Traveling with a Cat: What to Know Before You Go

By: Tori Ferrante | Published Sep 7, 2023


Ragdoll cat looking out of a brown suitcase.


Cats are known for being homebodies, but that hasn’t stopped pet owners from taking their feline friends out on new adventures. Traveling with a cat is even necessary at times, especially when moving or going on an extended trip where pets can’t be left at home by themselves. Taking your cat somewhere soon or trying to figure out travel plans? There are some things you should know first.

Many cats can be easily stressed or face other issues when their environment changes, so precautions should be taken no matter how you’re traveling with your cat (we’ll cover both auto and plane travel here). Whether you’re hitting the road or taking to the sky, you can make the adventure a positive experience — or at least as painless as possible — with the right amount of preparation, practice, and patience.

8 tips for traveling with a cat

The key to a successful trip with your cat is preparing well before the day of travel. Here are some ways you can prep a few weeks or months in advance.

1. Make sure your cat’s information is up-to-date

First things first, make sure your cat’s ID tag and microchip are updated. If your pet is not currently microchipped, consider doing so. It’s a good idea to still use a collar and ID tag for fast visual identification, but a microchip can help reunite you with your pet if they get lost and their collar goes missing.

When traveling, you should also have your cat’s vet records readily available in case the airport, airline, accommodations or other places you’re visiting need to see them. Vet documentation includes:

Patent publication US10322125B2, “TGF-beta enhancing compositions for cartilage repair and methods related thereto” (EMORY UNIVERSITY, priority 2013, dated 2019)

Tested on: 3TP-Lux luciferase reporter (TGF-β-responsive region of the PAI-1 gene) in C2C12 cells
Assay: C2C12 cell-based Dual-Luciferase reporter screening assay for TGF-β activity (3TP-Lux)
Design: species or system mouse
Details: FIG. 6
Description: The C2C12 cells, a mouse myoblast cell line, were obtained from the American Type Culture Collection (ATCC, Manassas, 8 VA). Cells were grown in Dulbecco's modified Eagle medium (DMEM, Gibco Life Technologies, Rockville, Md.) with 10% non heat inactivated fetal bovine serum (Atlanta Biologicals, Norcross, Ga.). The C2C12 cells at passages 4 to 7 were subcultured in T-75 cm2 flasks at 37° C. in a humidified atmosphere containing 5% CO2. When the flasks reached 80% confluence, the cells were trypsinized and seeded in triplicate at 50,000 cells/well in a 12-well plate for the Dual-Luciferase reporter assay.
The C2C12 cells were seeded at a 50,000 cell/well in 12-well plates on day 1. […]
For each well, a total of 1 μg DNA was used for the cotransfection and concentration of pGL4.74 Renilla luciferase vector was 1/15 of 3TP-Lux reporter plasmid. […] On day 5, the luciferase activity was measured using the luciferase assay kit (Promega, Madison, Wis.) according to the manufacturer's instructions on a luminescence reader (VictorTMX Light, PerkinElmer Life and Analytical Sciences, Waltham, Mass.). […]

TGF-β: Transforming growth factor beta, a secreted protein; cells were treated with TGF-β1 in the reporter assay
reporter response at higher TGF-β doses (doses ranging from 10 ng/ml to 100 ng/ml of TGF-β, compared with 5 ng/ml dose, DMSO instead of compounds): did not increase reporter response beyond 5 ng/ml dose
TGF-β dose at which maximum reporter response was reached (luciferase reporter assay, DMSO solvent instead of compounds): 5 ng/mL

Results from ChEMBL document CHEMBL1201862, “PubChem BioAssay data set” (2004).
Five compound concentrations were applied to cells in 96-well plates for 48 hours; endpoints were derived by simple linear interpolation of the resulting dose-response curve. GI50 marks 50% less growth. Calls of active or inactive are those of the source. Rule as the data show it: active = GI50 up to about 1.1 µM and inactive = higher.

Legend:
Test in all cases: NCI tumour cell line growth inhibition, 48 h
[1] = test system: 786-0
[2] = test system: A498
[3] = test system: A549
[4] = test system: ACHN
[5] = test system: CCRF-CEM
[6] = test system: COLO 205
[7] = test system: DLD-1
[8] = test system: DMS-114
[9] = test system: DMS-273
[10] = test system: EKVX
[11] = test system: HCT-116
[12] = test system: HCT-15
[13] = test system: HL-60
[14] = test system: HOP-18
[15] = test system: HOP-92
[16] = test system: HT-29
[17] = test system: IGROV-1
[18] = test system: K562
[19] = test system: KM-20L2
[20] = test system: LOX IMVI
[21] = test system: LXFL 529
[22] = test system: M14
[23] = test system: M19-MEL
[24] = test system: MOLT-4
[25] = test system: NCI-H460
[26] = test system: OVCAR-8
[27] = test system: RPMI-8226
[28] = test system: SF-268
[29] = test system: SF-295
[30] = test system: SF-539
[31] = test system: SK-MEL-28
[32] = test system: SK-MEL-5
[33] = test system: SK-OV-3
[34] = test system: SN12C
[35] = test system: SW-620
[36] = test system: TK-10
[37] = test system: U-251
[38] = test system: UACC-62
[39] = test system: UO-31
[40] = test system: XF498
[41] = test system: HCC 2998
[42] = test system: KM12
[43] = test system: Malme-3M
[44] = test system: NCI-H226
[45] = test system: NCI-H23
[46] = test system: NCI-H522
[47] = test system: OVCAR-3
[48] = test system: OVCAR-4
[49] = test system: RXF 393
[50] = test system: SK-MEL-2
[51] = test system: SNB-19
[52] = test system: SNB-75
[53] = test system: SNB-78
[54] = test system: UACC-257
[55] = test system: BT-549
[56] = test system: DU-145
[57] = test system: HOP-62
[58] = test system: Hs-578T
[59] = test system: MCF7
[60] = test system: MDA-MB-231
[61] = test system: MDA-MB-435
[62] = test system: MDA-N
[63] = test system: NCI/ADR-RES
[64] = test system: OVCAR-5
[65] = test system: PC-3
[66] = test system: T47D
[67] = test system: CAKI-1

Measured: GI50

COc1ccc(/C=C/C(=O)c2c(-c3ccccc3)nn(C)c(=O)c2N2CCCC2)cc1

• Vaccination records
  • Rabies vaccination tag
  • Recent lab work
  • Medications

2. Protect your cat with pet insurance

In case of an emergency, it’s a good idea to consider pet insurance. Accidents and surprise illnesses happen, even on the most well-planned trips. Cat insurance can provide an extra layer of protection and peace of mind when traveling.

In order to make sure you’re getting the most out of your coverage, look for a policy covers new illnesses, injuries, diagnostic tests, and more. This pet insurance comparison can help.

3. Get your cat used to a travel carrier

Your cat is going to spend a significant amount of their travel time in their pet carrier, so be sure to get one that fits well and makes them feel cozy and comfy. It should be large enough for your cat to stand in and reposition as needed.

If you’re wondering how to get your pet into the carrier, you need to first create positive associations. Start by leaving the carrier open and available at all times, allowing your cat to come and go as they please. Consider feeding them meals in the carrier, putting treats inside, and just generally making it part of their everyday routine.

Once the carrier becomes positively associated as your cat’s happy place, it’s time to practice traveling! Put your pet inside, zip it up, and walk around the house.

After they’re comfortable with your walks, gradually introduce them to your car by placing the carrier in the backseat and running the engine. Once you’re ready for the next step, take a drive around the corner. Then try going to the pet store, a friend’s house, or anywhere else that’ll help your pet become accustomed to new sights, smells, sounds, and situations.

Keep practicing until they’re relaxed and comfortable with it. And don’t forget to reward your kitty after a job well done!